The initial report of a Newnan police officer getting fired for simply not putting a seatbelt on an arrested suspect while surrounded by an agitated and hostile crowd of 20+ residents caused me to spring to attention and shout, “Chicken $#!%” and other words to that effect.
Now, knowing there “may” be factors in this termination, like a progressive disciplinary history leading to the final decision to separate this officer from their ranks as the last straw, I will take the high road and wait for additional information before confirming my original thought.
On my first call in field training … first call y’all … my field training officer (FTO) bailed out of our patrol car in the middle of Capital Homes in Atlanta, and went running after what I later found out to be a known drug dealer. I raced after him to find he had entered an apartment and was straddling the suspect on a couch with our issued Smith & Wesson Model 10 .38 caliber handgun with 4” barrel pushed into the suspect’s mouth up to the cylinder as he yelled, “go for it”, referring to the .32 caliber semi-automatic pistol the suspect had his hand around in his waistband.
Milliseconds later the suspect’s 300+pound mother ran up behind my FTO and grabbed him around the neck screaming, “Get off my boy!” I quickly reacted by grabbing momma around “her neck” and ultimately pulled her off my FTO and on top of me.
The suspect’s older siblings blocked the apartment door warning us we were not taking their momma to jail. I realized somewhere in the melee of gunplay and chokeholds my FTO managed to radio out a help call and additional officers pushed their way through the door and escorted us out.
We hurriedly shoved the suspect and his momma into our patrol car as bottles and rocks began raining from the sky from an angry crowd of residents displeased two of their own were headed to the pokey.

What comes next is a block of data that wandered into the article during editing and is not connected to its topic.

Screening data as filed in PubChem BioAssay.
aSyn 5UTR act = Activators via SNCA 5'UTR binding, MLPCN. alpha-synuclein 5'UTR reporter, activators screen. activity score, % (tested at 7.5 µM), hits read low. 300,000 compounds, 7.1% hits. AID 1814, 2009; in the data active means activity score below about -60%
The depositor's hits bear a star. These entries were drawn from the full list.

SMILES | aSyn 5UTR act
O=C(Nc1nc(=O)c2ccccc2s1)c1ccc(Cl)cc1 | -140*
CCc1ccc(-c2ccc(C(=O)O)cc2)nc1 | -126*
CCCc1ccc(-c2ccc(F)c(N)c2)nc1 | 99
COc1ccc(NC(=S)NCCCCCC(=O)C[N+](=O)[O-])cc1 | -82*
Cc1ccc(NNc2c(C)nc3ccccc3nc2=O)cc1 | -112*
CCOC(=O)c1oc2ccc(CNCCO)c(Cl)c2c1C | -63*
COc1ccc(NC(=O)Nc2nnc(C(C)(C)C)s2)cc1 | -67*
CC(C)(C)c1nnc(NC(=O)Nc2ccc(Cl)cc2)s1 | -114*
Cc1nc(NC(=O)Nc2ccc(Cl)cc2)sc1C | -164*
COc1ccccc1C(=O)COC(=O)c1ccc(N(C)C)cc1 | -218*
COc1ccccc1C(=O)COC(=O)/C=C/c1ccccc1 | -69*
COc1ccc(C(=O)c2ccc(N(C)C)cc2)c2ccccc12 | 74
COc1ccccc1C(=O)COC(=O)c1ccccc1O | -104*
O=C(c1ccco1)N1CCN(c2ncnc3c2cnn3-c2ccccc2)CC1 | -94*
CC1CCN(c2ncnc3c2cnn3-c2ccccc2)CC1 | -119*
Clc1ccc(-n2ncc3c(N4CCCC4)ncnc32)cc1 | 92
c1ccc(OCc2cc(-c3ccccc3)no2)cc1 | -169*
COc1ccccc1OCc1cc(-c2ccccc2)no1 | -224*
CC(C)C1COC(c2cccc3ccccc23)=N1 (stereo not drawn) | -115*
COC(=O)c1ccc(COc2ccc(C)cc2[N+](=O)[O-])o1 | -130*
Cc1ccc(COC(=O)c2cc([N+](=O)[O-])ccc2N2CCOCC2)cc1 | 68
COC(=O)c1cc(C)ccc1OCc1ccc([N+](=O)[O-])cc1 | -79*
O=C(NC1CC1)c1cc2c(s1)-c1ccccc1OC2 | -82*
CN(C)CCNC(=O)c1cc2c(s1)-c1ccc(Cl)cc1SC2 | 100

Did we violate a few standard operating procedures? You betcha, but our department “at the time” knew full well our very survival depended on quick thinking and actions more aggressive and violent than the ones we encountered in the “real world” on the street.
I remembered being reminded by the training staff that there were no Marquess of Queensberry rules outside the squared circle. Training is done in slow motion and life is lived at the speeds of Talladega. Second guess your actions and watch the perpetrator end your life with a smile.
I am glad Sheriff Lenn Wood has reached out to the officers of APD. The Seattle Police Department used to send recruiters down to Atlanta because they used to say APD was the best trained, most experienced, and plagued with the worst morale they had ever seen.
I have encountered APD officers hired by NPD and the Sheriff’s department that were very happy and enthusiastic about working down here in Coweta County because they felt appreciated and the departments had their back when trouble comes … and it always comes.
Those were my memories of APD … they always had my back so I felt free to be aggressive, remembering my training: Be good to the good guys and bad to the bad guys. But things are dramatically changing to the detriment of dedicated officers at the employ of spineless bureaucrats.
We are blessed to have old school law enforcement heads here in town, decisions might come down to: WWLWD (What Would Lenn Wood Do?)
W.J. Butcher is a Coweta County resident and retired 26-year veteran of the Atlanta Police Department. Send comments, kudos, and criticism to: email@example.com .